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Obama presents larger vision for a second term

Urging voters not to give in to cynicism — and drawing a sharp contrast with Republicans — he casts his reelection in terms of a broader idealism.

September 07, 2012|By David Lauter, Washington Bureau
  • Audience members hold Obama signs at the Democratic National Convention in Charlotte, N.C.
Audience members hold Obama signs at the Democratic National Convention… (Nancy Stone, Chicago Tribune )

CHARLOTTE, N.C. — The Democratic argument for President Obama's reelection boils down to three sentences, each delivered on a separate night of the party's convention here.

On Tuesday, First Lady Michelle Obama subtly depicted Republican nominee Mitt Romney as a candidate whom Americans should not trust. As children, she said, she and the president had been raised to believe "that the truth matters, that you don't take shortcuts, or play by your own set of rules, and success doesn't count unless you earn it fair and square."

On Wednesday, former President Clinton addressed the disappointment many Americans feel with Obama's tenure so far. "No president — no president, not me, not any of my predecessors, no one — could have fully repaired all the damage that he found in just four years," Clinton said.

The third sentence, however, involved a topic that only the president himself could present to voters — a larger vision for a second term.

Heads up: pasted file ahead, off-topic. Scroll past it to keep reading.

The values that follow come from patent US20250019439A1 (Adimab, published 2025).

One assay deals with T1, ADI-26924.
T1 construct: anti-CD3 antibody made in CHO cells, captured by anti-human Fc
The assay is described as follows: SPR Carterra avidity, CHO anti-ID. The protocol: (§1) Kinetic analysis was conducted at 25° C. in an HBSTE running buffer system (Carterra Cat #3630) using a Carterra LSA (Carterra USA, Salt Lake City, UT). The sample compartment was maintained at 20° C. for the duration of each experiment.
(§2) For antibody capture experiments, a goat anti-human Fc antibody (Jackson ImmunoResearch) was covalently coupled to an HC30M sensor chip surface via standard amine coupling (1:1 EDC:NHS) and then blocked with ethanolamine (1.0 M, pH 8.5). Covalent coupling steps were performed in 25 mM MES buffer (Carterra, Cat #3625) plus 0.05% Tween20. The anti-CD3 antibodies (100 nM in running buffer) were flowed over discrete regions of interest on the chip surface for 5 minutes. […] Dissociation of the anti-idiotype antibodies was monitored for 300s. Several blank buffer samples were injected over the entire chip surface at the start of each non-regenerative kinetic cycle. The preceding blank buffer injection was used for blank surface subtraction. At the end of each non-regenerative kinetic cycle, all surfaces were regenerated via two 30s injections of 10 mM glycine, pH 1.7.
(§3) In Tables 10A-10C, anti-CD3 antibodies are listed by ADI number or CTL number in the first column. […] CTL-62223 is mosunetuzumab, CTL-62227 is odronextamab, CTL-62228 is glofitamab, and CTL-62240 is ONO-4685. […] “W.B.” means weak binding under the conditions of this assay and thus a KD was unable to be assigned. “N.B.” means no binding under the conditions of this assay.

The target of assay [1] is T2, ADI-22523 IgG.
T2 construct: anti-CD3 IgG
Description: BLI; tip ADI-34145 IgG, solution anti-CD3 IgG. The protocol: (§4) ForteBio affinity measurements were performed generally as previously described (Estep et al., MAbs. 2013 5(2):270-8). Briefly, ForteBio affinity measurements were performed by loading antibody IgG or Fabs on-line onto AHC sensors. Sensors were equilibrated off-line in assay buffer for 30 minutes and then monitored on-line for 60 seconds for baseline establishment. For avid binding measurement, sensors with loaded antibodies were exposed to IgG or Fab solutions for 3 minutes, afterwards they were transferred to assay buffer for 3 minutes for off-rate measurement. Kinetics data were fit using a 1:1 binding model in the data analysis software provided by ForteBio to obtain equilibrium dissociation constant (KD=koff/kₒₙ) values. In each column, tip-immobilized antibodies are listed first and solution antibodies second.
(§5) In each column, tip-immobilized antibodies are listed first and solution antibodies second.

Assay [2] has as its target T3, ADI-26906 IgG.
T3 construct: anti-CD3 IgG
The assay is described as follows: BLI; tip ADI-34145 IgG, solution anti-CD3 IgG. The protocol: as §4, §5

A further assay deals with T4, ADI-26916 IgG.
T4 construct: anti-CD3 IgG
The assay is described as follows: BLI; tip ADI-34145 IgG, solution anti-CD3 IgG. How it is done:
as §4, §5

Democrats, Obama said, "believe in something called citizenship, citizenship — a word at the very heart of our founding, a word at the very essence of our democracy; the idea that this country only works when we accept certain obligations to one another, and to future generations."

Casting his reelection in terms of that larger theme allowed Obama to draw a contrast with the Republicans, whom he described as believing "that bigger tax cuts and fewer regulations are the only way; that since government can't do everything, it should do almost nothing."

The theme also served as a potential way to motivate the voters — many of them young people — who supported him in 2008 but have wavered about whether to do so again this year. For them, Obama could offer a broader idealism.

"We, the people, recognize that we have responsibilities as well as rights; that our destinies are bound together; that a freedom which asks only, 'What's in it for me?' a freedom without a commitment to others, a freedom without love or charity or duty or patriotism, is unworthy of our founding ideals, and those who died in their defense," the president said.

Obama's task differed from Romney's a week earlier. The challenger's job primarily involved biography, introducing himself to the many voters who still had only a sketchy understanding of him and his background. Obama, by contrast, has a clearly defined image among voters, a majority of whom continue to tell pollsters that they like and admire him. The problem for his campaign is that many also express disappointment with his performance.